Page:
Everyone knows the importance of taking the stairs rather than the elevator, although not everyone does. There are lots of things that can impact our decision to take the stairs – our fitness levels, how high in the building we may need to go, whether we’re injured or disabled, or even simply our energy levels on any given day. But does the aesthetic appeal of a staircase ever come into question? David Burney think so.
A Celebration of Stairs
Burney, a New York City Commissioner of the Department of Design and Construction says that we should make the most of the staircases in every building, and by making them aesthetically pleasing, we can encourage more people to climb them. He, perhaps rightly, points out that in trying to make life easier, architects and building planners have also made life sedentary and this, in turn, has made us lose our love of the grand staircases that are so often a focal point in old buildings. In their place, we see elevator shafts, perhaps with a small sign indicating the way to a drab staircase that is there for necessity alone.
Two of the biggest problems facing America today are unemployment and obesity – two seemingly unrelated but equally serious issues. After some of the most difficult economic times since the 1930s, America’s unemployment levels peaked at almost 10% in 2009, leveling out to around 6.3% today. Obesity, likewise, has more than doubled for both adults and children in the US since the 1970s, with around 69% of adults being overweight or obese, and 35% being obese. More and more studies, however, are investigating the link between unemployment and obesity and as results start to flood in, it seems that they are not as unrelated as they seemed.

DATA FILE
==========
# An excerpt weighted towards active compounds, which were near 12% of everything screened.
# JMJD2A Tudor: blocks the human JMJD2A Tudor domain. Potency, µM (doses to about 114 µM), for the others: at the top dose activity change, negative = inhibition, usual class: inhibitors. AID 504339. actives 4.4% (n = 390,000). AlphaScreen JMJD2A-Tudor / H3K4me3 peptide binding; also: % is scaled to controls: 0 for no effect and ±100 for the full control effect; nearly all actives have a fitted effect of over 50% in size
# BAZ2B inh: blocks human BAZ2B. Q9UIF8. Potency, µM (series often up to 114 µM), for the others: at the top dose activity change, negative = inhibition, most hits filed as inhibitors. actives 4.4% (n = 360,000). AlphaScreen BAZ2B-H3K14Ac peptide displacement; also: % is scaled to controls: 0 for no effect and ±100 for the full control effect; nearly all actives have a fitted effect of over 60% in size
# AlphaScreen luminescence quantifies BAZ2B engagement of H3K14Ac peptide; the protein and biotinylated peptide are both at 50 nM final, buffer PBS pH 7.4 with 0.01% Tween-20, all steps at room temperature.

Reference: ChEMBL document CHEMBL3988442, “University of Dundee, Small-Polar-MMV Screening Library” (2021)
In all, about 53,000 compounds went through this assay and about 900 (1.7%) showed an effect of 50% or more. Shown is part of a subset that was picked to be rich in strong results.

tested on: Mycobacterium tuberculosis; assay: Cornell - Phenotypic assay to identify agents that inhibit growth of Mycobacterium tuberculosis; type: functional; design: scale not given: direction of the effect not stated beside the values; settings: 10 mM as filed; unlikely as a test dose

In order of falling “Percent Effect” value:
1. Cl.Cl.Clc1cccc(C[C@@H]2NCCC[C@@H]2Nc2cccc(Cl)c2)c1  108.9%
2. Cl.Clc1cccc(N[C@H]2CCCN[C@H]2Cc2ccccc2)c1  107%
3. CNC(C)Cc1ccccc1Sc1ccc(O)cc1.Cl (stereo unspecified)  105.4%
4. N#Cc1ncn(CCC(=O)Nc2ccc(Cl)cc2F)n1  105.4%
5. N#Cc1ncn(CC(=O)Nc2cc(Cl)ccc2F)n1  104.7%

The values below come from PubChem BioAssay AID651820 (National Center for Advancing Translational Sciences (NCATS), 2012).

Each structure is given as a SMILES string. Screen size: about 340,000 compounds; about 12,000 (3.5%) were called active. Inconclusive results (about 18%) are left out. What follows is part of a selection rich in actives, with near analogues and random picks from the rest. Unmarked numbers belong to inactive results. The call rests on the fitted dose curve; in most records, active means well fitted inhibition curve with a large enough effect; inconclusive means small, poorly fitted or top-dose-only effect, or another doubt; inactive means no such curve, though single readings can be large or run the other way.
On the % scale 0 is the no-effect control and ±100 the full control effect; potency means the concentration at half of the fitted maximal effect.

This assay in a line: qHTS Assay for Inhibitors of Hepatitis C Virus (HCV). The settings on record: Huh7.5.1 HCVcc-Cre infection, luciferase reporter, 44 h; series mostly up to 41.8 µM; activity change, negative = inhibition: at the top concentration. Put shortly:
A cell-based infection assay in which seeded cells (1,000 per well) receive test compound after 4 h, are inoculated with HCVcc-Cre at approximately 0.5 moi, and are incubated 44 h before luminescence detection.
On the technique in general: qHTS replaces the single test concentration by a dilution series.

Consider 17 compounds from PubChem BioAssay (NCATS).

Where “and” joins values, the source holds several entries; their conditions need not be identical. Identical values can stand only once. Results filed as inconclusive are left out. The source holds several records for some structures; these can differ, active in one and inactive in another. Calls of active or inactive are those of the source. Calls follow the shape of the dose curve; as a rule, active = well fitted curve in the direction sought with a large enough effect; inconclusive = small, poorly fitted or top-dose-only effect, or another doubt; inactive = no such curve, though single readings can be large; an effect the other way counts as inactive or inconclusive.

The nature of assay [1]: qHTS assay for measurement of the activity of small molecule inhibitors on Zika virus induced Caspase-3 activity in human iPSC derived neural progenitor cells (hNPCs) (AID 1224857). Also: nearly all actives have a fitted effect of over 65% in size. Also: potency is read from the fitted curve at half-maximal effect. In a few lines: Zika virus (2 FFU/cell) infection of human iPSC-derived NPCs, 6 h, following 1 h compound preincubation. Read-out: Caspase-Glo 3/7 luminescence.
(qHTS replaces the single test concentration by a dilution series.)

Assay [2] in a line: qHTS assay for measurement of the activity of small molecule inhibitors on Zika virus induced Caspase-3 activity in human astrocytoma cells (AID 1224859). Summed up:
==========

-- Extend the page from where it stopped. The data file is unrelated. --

Studies are starting to show that there is a significant link between unemployment and obesity, especially amongst unskilled workers who are struggling to find work. In fact, a Gallup study suggests that if you are between 18 and 44 and unemployed, you are 30% more likely to be obese than your counterparts in full-time employment. High-skilled workers, who may have had sedentary jobs that led them to develop their own fitness plan are more likely to continue exercising and may have savings to help them to eat healthy after losing employment. Low-skilled workers, alternatively, tend to work physical jobs and use that to burn calories. When the job is lost, their only form of exercise goes with it, and it can be difficult to get out of a cycle of watching TV and eating junk food. Of course, these are sweeping generalisations but the statistics are hard to ignore.
Most Americans ingest an amount of sugar equal to their own weight each year. Consumption of such large doses of sugar (also known as maltose, sucrose, high fructose corn syrup, molasses, cane sugar, corn sweetener, raw sugar, syrup, honey or fruit juice concentrates) can increase a wide number of diseases.
According to the American Heart Association the average American adult consumes 22 teaspoons of sugar a day, and it's a whopping 68 kg per year. Teens consume even more – on average an American has 34 teaspoons a day.